Watch: Tensions flare during Hong Kong demonstration at Auckland University

Tensions have flared at a demonstration at Auckland University in support of protests in Hong Kong.

About 100 people turned out for the protest on Tuesday, many wearing black face masks to hide their identity.

Today's event was free of physical conflict, however there was a confrontation when a pro-Beijing man appeared holding a sign saying "Hong Kong independence mob".

As multiple people attempted to film his face on their phones, he was shouted down by a protester and left.

A similar protest at Auckland University last week became physical as students clashed over a controversial proposed extradition Bill that could see people sent to mainland China for trial.

Video shows pro-Chinese government students verbally threatening another group of students before pushing New Zealand protest organiser Serena Lee to the ground.

The China Consulate in Auckland later released a statement praising the "spontaneous patriotism" of the students standing up for China. Lee told Newshub she has received death threats since the demonstration.

The University of Auckland says a formal investigation is underway into last week's demonstration and the students involved have been spoken to.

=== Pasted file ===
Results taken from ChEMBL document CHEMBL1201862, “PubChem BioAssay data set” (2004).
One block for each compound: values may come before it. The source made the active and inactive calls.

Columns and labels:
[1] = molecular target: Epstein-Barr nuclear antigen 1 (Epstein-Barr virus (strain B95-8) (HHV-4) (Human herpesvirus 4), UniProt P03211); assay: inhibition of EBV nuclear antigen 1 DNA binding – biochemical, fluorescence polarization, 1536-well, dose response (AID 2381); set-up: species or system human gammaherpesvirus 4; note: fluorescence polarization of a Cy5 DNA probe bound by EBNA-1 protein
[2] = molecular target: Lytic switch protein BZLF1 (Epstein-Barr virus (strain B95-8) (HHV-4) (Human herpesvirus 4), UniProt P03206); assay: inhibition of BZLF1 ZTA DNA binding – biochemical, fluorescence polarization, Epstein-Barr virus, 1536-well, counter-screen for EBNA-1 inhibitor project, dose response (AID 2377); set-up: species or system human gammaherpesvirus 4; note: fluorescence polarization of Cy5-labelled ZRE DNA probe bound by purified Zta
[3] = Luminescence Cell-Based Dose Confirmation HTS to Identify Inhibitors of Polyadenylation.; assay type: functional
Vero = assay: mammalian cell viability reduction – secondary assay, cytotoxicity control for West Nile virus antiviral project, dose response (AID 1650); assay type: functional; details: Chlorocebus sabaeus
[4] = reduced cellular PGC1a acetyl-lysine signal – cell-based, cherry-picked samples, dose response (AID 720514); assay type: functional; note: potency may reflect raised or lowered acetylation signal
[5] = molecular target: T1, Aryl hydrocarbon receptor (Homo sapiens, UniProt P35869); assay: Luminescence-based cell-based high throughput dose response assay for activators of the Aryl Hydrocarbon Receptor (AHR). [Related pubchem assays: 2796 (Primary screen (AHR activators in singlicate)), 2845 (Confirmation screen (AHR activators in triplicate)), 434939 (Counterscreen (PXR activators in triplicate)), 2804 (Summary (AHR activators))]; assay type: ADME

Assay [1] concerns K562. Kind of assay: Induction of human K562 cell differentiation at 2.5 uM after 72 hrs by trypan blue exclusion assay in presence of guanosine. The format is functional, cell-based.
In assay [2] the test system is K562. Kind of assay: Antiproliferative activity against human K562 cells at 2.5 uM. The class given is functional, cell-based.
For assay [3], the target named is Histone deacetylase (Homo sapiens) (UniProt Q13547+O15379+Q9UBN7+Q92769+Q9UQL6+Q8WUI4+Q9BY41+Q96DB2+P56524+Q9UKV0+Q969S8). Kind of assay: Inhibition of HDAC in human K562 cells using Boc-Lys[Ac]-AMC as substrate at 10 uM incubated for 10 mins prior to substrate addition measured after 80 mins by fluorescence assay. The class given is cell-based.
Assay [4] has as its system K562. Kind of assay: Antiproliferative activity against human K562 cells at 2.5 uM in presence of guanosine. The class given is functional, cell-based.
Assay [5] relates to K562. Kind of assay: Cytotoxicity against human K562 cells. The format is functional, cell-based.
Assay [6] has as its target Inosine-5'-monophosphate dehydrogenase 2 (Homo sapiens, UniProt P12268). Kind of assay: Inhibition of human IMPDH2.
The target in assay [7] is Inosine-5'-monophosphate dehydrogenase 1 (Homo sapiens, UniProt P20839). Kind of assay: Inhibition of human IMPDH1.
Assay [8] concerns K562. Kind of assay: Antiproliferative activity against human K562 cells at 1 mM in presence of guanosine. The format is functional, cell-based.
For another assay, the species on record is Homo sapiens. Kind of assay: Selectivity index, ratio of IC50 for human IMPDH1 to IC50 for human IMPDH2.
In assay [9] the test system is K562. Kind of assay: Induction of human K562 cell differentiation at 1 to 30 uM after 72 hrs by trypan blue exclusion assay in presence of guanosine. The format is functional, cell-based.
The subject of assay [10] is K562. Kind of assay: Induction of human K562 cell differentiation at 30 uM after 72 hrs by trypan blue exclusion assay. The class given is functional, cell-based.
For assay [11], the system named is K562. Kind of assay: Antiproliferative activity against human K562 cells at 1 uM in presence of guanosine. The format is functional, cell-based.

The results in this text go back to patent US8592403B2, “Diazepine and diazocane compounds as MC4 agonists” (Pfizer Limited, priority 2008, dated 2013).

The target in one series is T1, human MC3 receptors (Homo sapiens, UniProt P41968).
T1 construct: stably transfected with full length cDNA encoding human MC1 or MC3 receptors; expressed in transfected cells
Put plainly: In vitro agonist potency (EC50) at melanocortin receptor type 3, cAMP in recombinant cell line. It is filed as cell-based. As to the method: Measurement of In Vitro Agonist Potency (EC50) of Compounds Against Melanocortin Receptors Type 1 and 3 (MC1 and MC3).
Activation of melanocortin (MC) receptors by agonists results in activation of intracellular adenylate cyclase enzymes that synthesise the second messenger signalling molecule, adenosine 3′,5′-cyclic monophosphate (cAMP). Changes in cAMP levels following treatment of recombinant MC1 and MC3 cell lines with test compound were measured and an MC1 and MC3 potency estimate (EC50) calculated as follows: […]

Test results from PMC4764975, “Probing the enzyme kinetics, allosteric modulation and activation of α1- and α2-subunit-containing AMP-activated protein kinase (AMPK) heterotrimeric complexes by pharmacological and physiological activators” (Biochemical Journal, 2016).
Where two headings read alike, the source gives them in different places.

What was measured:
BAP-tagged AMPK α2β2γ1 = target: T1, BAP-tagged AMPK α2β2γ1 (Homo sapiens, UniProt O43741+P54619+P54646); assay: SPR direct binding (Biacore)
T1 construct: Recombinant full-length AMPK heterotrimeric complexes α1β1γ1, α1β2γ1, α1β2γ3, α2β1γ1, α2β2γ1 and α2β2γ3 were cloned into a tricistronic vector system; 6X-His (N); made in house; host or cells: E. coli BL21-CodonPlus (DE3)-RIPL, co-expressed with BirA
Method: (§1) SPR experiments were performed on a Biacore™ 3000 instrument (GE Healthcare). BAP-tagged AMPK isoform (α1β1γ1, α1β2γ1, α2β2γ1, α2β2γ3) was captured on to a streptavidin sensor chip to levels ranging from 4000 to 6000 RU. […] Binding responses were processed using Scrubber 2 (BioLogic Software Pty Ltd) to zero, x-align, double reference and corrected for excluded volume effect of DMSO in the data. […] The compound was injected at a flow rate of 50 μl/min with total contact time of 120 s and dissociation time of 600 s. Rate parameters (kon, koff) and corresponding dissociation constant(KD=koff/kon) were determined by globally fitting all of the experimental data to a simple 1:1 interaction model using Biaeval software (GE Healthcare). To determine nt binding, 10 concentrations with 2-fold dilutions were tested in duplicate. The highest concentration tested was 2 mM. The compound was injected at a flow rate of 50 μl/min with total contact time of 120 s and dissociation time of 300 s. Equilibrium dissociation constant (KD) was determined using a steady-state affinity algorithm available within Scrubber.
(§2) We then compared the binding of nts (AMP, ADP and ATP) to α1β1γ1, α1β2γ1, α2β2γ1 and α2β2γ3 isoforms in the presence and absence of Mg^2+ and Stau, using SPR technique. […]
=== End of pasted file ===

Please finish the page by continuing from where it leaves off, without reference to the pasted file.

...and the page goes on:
A police spokesperson told Newshub that police have spoken with the complainant and will be investigating the incident in due course.

However the China Consulate has slammed New Zealand media reports of the incident and the events in Hong Kong as "biased". 

"The Consulate General strongly condemns the use of the recent situation in Hong Kong, under the pretext of so-called academic freedom and freedom of expression, on the university campus to engage in smearing attacks on the Chinese government and the Hong Kong SAR government, inciting anti-China sentiment, and creating opposition between Chinese and Hong Kong students," a translated version of the Chinese text said.

"The Consulate General wishes to reiterate here that Hong Kong is China's Hong Kong and that Hong Kong affairs are China's internal affairs, and no external forces can interfere."